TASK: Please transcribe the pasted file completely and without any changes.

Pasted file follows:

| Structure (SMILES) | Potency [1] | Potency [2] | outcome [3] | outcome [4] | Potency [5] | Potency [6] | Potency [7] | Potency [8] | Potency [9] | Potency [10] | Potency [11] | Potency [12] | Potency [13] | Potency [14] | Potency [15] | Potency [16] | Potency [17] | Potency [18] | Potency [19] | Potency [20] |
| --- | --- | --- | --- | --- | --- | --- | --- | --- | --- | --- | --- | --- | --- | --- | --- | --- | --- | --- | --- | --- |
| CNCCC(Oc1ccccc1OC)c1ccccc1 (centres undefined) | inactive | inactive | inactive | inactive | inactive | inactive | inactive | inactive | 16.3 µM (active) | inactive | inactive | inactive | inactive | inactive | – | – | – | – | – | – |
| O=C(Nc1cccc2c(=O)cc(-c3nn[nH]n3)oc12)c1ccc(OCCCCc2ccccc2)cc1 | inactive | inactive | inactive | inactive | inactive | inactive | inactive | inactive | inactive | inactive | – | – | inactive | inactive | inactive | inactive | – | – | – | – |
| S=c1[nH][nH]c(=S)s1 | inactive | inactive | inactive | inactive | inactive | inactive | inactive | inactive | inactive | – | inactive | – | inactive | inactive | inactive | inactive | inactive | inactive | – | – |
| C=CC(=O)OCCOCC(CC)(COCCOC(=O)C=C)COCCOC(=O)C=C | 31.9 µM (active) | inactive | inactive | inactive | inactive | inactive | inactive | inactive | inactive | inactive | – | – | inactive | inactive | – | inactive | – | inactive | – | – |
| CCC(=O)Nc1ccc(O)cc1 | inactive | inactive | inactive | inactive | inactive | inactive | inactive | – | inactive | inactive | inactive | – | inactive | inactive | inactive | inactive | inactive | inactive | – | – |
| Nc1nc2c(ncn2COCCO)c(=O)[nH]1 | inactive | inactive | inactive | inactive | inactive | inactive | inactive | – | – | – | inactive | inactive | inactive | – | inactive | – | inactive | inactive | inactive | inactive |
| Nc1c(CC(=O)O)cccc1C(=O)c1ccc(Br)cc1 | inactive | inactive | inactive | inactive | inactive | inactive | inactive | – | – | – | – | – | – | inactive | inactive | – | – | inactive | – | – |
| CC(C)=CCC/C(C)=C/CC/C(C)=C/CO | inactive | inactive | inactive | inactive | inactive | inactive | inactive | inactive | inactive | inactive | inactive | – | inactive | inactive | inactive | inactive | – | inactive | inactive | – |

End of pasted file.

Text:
| Structure (SMILES) | Potency [1] | Potency [2] | outcome [3] | outcome [4] | Potency [5] | Potency [6] | Potency [7] | Potency [8] | Potency [9] | Potency [10] | Potency [11] | Potency [12] | Potency [13] | Potency [14] | Potency [15] | Potency [16] | Potency [17] | Potency [18] | Potency [19] | Potency [20] |
| --- | --- | --- | --- | --- | --- | --- | --- | --- | --- | --- | --- | --- | --- | --- | --- | --- | --- | --- | --- | --- |
| CNCCC(Oc1ccccc1OC)c1ccccc1 (centres undefined) | inactive | inactive | inactive | inactive | inactive | inactive | inactive | inactive | 16.3 µM (active) | inactive | inactive | inactive | inactive | inactive | – | – | – | – | – | – |
| O=C(Nc1cccc2c(=O)cc(-c3nn[nH]n3)oc12)c1ccc(OCCCCc2ccccc2)cc1 | inactive | inactive | inactive | inactive | inactive | inactive | inactive | inactive | inactive | inactive | – | – | inactive | inactive | inactive | inactive | – | – | – | – |
| S=c1[nH][nH]c(=S)s1 | inactive | inactive | inactive | inactive | inactive | inactive | inactive | inactive | inactive | – | inactive | – | inactive | inactive | inactive | inactive | inactive | inactive | – | – |
| C=CC(=O)OCCOCC(CC)(COCCOC(=O)C=C)COCCOC(=O)C=C | 31.9 µM (active) | inactive | inactive | inactive | inactive | inactive | inactive | inactive | inactive | inactive | – | – | inactive | inactive | – | inactive | – | inactive | – | – |
| CCC(=O)Nc1ccc(O)cc1 | inactive | inactive | inactive | inactive | inactive | inactive | inactive | – | inactive | inactive | inactive | – | inactive | inactive | inactive | inactive | inactive | inactive | – | – |
| Nc1nc2c(ncn2COCCO)c(=O)[nH]1 | inactive | inactive | inactive | inactive | inactive | inactive | inactive | – | – | – | inactive | inactive | inactive | – | inactive | – | inactive | inactive | inactive | inactive |
| Nc1c(CC(=O)O)cccc1C(=O)c1ccc(Br)cc1 | inactive | inactive | inactive | inactive | inactive | inactive | inactive | – | – | – | – | – | – | inactive | inactive | – | – | inactive | – | – |
| CC(C)=CCC/C(C)=C/CC/C(C)=C/CO | inactive | inactive | inactive | inactive | inactive | inactive | inactive | inactive | inactive | inactive | inactive | – | inactive | inactive | inactive | inactive | – | inactive | inactive | – |